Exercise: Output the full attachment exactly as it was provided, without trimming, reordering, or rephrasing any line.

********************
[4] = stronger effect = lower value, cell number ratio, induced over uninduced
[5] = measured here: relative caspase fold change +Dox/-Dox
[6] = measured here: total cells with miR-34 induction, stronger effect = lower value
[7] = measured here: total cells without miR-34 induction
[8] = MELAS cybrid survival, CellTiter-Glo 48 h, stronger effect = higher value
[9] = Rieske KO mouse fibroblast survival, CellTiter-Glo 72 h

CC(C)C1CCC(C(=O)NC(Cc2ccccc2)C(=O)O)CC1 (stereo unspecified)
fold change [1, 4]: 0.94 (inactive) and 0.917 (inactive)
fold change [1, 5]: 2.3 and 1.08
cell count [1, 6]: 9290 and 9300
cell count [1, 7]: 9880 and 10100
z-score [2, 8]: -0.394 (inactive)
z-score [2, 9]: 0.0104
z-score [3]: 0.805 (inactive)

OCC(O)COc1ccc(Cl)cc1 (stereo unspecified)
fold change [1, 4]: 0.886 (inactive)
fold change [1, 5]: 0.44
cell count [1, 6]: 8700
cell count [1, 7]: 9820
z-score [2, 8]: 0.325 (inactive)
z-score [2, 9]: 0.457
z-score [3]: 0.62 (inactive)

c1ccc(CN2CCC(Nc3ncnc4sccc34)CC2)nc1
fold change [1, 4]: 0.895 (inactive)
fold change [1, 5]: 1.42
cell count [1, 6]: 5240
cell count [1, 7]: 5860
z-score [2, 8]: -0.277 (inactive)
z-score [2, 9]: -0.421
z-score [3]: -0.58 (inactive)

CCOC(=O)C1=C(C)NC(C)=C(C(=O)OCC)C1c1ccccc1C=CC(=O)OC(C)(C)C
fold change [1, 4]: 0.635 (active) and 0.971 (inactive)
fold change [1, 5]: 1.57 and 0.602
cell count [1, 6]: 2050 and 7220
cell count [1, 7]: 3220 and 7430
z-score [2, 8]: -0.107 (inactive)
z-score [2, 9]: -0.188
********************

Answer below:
[4] = stronger effect = lower value, cell number ratio, induced over uninduced
[5] = measured here: relative caspase fold change +Dox/-Dox
[6] = measured here: total cells with miR-34 induction, stronger effect = lower value
[7] = measured here: total cells without miR-34 induction
[8] = MELAS cybrid survival, CellTiter-Glo 48 h, stronger effect = higher value
[9] = Rieske KO mouse fibroblast survival, CellTiter-Glo 72 h

CC(C)C1CCC(C(=O)NC(Cc2ccccc2)C(=O)O)CC1 (stereo unspecified)
fold change [1, 4]: 0.94 (inactive) and 0.917 (inactive)
fold change [1, 5]: 2.3 and 1.08
cell count [1, 6]: 9290 and 9300
cell count [1, 7]: 9880 and 10100
z-score [2, 8]: -0.394 (inactive)
z-score [2, 9]: 0.0104
z-score [3]: 0.805 (inactive)

OCC(O)COc1ccc(Cl)cc1 (stereo unspecified)
fold change [1, 4]: 0.886 (inactive)
fold change [1, 5]: 0.44
cell count [1, 6]: 8700
cell count [1, 7]: 9820
z-score [2, 8]: 0.325 (inactive)
z-score [2, 9]: 0.457
z-score [3]: 0.62 (inactive)

c1ccc(CN2CCC(Nc3ncnc4sccc34)CC2)nc1
fold change [1, 4]: 0.895 (inactive)
fold change [1, 5]: 1.42
cell count [1, 6]: 5240
cell count [1, 7]: 5860
z-score [2, 8]: -0.277 (inactive)
z-score [2, 9]: -0.421
z-score [3]: -0.58 (inactive)

CCOC(=O)C1=C(C)NC(C)=C(C(=O)OCC)C1c1ccccc1C=CC(=O)OC(C)(C)C
fold change [1, 4]: 0.635 (active) and 0.971 (inactive)
fold change [1, 5]: 1.57 and 0.602
cell count [1, 6]: 2050 and 7220
cell count [1, 7]: 3220 and 7430
z-score [2, 8]: -0.107 (inactive)
z-score [2, 9]: -0.188